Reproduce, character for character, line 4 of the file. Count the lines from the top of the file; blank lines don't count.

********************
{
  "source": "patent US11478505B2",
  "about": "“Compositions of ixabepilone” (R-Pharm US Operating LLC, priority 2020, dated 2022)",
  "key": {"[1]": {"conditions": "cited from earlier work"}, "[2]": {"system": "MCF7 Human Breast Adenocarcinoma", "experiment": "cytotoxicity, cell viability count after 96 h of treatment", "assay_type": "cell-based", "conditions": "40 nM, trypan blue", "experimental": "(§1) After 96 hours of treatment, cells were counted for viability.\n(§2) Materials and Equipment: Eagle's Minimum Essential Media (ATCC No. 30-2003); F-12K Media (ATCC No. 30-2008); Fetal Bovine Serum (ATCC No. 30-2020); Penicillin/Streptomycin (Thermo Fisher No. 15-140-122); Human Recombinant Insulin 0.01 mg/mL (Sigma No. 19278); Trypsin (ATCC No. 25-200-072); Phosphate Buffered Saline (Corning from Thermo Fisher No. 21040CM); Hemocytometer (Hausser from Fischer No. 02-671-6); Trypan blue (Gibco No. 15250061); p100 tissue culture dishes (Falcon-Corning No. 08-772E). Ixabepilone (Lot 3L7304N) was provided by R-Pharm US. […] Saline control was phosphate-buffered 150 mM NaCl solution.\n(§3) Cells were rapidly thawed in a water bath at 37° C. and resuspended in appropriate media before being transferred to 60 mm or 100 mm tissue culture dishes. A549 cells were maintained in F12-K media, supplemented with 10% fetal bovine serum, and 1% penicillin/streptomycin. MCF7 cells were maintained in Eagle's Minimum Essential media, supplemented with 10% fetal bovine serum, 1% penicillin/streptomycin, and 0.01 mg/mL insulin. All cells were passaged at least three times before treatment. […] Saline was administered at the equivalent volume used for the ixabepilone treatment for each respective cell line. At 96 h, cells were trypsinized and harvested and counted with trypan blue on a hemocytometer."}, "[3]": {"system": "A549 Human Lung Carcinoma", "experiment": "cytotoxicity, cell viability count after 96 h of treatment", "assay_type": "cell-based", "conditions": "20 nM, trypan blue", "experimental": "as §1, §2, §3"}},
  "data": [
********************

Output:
  "key": {"[1]": {"conditions": "cited from earlier work"}, "[2]": {"system": "MCF7 Human Breast Adenocarcinoma", "experiment": "cytotoxicity, cell viability count after 96 h of treatment", "assay_type": "cell-based", "conditions": "40 nM, trypan blue", "experimental": "(§1) After 96 hours of treatment, cells were counted for viability.\n(§2) Materials and Equipment: Eagle's Minimum Essential Media (ATCC No. 30-2003); F-12K Media (ATCC No. 30-2008); Fetal Bovine Serum (ATCC No. 30-2020); Penicillin/Streptomycin (Thermo Fisher No. 15-140-122); Human Recombinant Insulin 0.01 mg/mL (Sigma No. 19278); Trypsin (ATCC No. 25-200-072); Phosphate Buffered Saline (Corning from Thermo Fisher No. 21040CM); Hemocytometer (Hausser from Fischer No. 02-671-6); Trypan blue (Gibco No. 15250061); p100 tissue culture dishes (Falcon-Corning No. 08-772E). Ixabepilone (Lot 3L7304N) was provided by R-Pharm US. […] Saline control was phosphate-buffered 150 mM NaCl solution.\n(§3) Cells were rapidly thawed in a water bath at 37° C. and resuspended in appropriate media before being transferred to 60 mm or 100 mm tissue culture dishes. A549 cells were maintained in F12-K media, supplemented with 10% fetal bovine serum, and 1% penicillin/streptomycin. MCF7 cells were maintained in Eagle's Minimum Essential media, supplemented with 10% fetal bovine serum, 1% penicillin/streptomycin, and 0.01 mg/mL insulin. All cells were passaged at least three times before treatment. […] Saline was administered at the equivalent volume used for the ixabepilone treatment for each respective cell line. At 96 h, cells were trypsinized and harvested and counted with trypan blue on a hemocytometer."}, "[3]": {"system": "A549 Human Lung Carcinoma", "experiment": "cytotoxicity, cell viability count after 96 h of treatment", "assay_type": "cell-based", "conditions": "20 nM, trypan blue", "experimental": "as §1, §2, §3"}},